Consider the idea of entropy. Where is the "rule" of entropy? Entropy is treated as some sort of programmatic rule. Why should there be "entropy" at all? Entropy is especially, only descriptive, because organisms are the counter example to our conception of the rule of entropy. We know that all matter is made of molecules and atoms. When we look at the molecule, where is the entropy? When we look at the atom, where is the entropy?
People may argue that entropy is the absence of something, sort of a physical zero. But that isn't how it works in our thinking. We assert a force where energy is lost. We assert entropy as a force that causes disorder. This is magical thinking. The fact that we rely on the ambiguous notion of entropy, as being some kind of causative force, tells us something about how either we view the universe, or how the universe actually is.
When we dig under this perspective of entropy what do we find? This conception of entropy rests on the idea that there is a causative impetus for making and an impetus for unmaking. Entropy is a way to talk about the unmaking things. But to be clear, there is no entropy. There is no entropy anywhere.
Electromagnetic force exists because there are electrons. Mass, and thus gravity exists because of particles, particularly protons and neutrons (and those supposedly because of the Higgs Boson). But there is no "entropicon". Entropy is our way to describe what happens in our physical observations. We assert entropy as a causative force, but it is a feature of our simulation of the physical universe, it has no physical corollary of it's own. (eg. like electrons)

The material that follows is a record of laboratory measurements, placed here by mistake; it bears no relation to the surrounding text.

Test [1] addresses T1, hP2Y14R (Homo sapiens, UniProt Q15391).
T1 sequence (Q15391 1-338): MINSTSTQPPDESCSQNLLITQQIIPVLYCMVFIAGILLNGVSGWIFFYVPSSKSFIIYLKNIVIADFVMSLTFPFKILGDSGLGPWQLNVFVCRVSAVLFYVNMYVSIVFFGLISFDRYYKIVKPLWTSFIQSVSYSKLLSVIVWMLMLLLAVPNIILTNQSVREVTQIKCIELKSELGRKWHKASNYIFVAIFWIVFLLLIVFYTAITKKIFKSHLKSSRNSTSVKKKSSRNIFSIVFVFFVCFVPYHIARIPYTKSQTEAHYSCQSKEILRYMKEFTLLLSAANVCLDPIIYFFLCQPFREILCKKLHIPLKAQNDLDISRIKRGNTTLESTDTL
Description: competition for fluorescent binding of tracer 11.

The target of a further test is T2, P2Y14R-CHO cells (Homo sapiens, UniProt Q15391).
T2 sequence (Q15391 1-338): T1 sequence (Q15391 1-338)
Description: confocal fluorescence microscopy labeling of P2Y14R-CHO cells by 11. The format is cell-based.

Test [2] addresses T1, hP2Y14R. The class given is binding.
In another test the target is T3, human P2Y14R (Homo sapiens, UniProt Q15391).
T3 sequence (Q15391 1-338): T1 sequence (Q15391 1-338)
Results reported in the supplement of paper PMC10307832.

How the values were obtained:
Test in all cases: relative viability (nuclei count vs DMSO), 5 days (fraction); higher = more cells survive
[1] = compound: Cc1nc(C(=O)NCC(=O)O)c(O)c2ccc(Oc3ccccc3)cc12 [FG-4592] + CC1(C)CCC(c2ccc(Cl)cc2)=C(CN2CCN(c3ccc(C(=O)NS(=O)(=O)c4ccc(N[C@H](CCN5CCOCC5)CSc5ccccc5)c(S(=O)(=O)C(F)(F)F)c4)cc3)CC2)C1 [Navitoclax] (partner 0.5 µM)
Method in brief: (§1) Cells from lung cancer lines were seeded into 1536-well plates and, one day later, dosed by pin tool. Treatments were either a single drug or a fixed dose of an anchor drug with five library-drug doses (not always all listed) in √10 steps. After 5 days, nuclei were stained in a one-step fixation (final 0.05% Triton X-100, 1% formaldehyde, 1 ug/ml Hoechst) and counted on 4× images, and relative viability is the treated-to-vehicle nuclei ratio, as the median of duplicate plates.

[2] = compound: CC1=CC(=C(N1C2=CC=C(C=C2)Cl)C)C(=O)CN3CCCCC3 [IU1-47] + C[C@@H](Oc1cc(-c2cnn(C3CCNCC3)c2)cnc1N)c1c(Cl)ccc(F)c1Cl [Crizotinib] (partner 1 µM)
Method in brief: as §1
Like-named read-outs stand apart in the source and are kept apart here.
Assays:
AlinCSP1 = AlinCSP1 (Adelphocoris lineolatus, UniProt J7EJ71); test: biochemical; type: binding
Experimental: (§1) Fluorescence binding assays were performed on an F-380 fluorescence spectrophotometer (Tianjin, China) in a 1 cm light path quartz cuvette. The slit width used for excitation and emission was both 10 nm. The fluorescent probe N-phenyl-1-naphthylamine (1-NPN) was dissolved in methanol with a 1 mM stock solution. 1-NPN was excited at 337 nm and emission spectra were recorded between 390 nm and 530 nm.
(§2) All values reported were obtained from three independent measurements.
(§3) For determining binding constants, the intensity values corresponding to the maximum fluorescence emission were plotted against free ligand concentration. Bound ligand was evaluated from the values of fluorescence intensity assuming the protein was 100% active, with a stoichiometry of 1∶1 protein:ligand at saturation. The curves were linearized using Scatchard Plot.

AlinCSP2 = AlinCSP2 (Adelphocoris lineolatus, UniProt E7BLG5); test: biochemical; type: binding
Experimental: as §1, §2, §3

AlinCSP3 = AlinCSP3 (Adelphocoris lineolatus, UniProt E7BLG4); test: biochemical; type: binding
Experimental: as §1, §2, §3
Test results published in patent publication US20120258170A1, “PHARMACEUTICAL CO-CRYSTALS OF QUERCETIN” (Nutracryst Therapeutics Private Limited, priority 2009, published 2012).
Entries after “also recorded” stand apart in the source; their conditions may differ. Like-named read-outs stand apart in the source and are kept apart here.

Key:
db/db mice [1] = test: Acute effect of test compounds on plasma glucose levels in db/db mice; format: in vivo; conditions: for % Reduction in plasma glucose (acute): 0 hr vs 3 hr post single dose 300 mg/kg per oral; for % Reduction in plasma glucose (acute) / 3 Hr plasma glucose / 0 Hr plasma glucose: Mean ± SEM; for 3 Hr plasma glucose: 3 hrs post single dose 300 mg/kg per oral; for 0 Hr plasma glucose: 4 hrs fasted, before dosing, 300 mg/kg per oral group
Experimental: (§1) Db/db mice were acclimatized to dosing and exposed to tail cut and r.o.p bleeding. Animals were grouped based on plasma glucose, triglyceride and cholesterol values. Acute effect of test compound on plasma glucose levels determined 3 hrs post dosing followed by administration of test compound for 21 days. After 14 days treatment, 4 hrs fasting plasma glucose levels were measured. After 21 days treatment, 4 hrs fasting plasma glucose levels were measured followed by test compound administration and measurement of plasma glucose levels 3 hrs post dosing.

There are molecules and atoms and other particles. the physical forces are the interactions of those particles. We describe these interactions, such as the centripetal force, but there is no centripetal "force". the centripetal force is a description of what happens to molecules in certain situations. It describes how masses of molecular objects will behave or interact. But there is no centripetal program that causes the phenomena we call the centripetal force.
[note: How we view force and causation are intimately tied to the ideas of making, unmaking, and action. We should be clear about that and not obscure this representation based view of nature with the physical universe itself. Our view of force and causation are not features of matter or a physical universe but are features of our simulations. Force and causation are our own way of describing the physical universe. We describe the universe in this way because we are confronted by the actual and conceptual problem of making and unmaking. Our "forces" and causative viewpoint gives us away to talk about how things are made and unmade.
Our experience and observations suggest the universe is slightly biased towards making. ]